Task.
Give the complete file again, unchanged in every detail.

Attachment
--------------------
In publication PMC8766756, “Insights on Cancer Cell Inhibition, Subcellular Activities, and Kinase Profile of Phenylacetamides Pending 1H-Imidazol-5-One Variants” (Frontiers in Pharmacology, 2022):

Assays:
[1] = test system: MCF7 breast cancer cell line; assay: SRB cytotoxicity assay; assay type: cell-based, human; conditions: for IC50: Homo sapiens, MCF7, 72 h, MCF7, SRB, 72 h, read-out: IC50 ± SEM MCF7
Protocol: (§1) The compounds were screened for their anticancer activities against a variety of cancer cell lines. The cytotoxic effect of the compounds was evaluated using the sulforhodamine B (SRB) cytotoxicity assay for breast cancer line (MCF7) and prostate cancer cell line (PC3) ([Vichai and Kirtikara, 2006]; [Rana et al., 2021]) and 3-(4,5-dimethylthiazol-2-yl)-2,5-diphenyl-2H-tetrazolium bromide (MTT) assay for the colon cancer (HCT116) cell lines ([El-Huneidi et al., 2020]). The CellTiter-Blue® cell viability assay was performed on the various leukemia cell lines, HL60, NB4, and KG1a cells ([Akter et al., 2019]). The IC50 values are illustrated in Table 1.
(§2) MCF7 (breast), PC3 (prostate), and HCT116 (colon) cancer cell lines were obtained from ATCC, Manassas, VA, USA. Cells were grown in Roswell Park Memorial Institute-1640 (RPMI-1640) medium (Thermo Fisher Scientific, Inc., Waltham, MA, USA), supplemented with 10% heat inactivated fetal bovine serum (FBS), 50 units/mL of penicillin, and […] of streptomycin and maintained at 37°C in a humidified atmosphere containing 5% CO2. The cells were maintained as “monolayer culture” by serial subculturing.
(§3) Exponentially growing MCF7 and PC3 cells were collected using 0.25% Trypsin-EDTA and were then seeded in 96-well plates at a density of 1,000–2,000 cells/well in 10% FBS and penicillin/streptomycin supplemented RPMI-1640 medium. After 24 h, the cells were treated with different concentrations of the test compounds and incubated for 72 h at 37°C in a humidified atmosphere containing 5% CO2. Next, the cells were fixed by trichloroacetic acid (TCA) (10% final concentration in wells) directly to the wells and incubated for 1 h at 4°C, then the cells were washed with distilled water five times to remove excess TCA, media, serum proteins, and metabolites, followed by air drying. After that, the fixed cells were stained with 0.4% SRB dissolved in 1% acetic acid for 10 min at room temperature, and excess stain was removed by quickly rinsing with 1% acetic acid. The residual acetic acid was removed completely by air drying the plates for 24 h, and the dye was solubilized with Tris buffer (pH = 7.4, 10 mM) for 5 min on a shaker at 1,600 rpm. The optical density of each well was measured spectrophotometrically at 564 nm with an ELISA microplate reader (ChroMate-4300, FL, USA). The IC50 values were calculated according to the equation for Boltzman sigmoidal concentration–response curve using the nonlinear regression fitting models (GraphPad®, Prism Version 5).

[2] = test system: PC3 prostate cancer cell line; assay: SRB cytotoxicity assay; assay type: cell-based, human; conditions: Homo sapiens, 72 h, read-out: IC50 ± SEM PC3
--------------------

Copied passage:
In publication PMC8766756, “Insights on Cancer Cell Inhibition, Subcellular Activities, and Kinase Profile of Phenylacetamides Pending 1H-Imidazol-5-One Variants” (Frontiers in Pharmacology, 2022):

Assays:
[1] = test system: MCF7 breast cancer cell line; assay: SRB cytotoxicity assay; assay type: cell-based, human; conditions: for IC50: Homo sapiens, MCF7, 72 h, MCF7, SRB, 72 h, read-out: IC50 ± SEM MCF7
Protocol: (§1) The compounds were screened for their anticancer activities against a variety of cancer cell lines. The cytotoxic effect of the compounds was evaluated using the sulforhodamine B (SRB) cytotoxicity assay for breast cancer line (MCF7) and prostate cancer cell line (PC3) ([Vichai and Kirtikara, 2006]; [Rana et al., 2021]) and 3-(4,5-dimethylthiazol-2-yl)-2,5-diphenyl-2H-tetrazolium bromide (MTT) assay for the colon cancer (HCT116) cell lines ([El-Huneidi et al., 2020]). The CellTiter-Blue® cell viability assay was performed on the various leukemia cell lines, HL60, NB4, and KG1a cells ([Akter et al., 2019]). The IC50 values are illustrated in Table 1.
(§2) MCF7 (breast), PC3 (prostate), and HCT116 (colon) cancer cell lines were obtained from ATCC, Manassas, VA, USA. Cells were grown in Roswell Park Memorial Institute-1640 (RPMI-1640) medium (Thermo Fisher Scientific, Inc., Waltham, MA, USA), supplemented with 10% heat inactivated fetal bovine serum (FBS), 50 units/mL of penicillin, and […] of streptomycin and maintained at 37°C in a humidified atmosphere containing 5% CO2. The cells were maintained as “monolayer culture” by serial subculturing.
(§3) Exponentially growing MCF7 and PC3 cells were collected using 0.25% Trypsin-EDTA and were then seeded in 96-well plates at a density of 1,000–2,000 cells/well in 10% FBS and penicillin/streptomycin supplemented RPMI-1640 medium. After 24 h, the cells were treated with different concentrations of the test compounds and incubated for 72 h at 37°C in a humidified atmosphere containing 5% CO2. Next, the cells were fixed by trichloroacetic acid (TCA) (10% final concentration in wells) directly to the wells and incubated for 1 h at 4°C, then the cells were washed with distilled water five times to remove excess TCA, media, serum proteins, and metabolites, followed by air drying. After that, the fixed cells were stained with 0.4% SRB dissolved in 1% acetic acid for 10 min at room temperature, and excess stain was removed by quickly rinsing with 1% acetic acid. The residual acetic acid was removed completely by air drying the plates for 24 h, and the dye was solubilized with Tris buffer (pH = 7.4, 10 mM) for 5 min on a shaker at 1,600 rpm. The optical density of each well was measured spectrophotometrically at 564 nm with an ELISA microplate reader (ChroMate-4300, FL, USA). The IC50 values were calculated according to the equation for Boltzman sigmoidal concentration–response curve using the nonlinear regression fitting models (GraphPad®, Prism Version 5).

[2] = test system: PC3 prostate cancer cell line; assay: SRB cytotoxicity assay; assay type: cell-based, human; conditions: Homo sapiens, 72 h, read-out: IC50 ± SEM PC3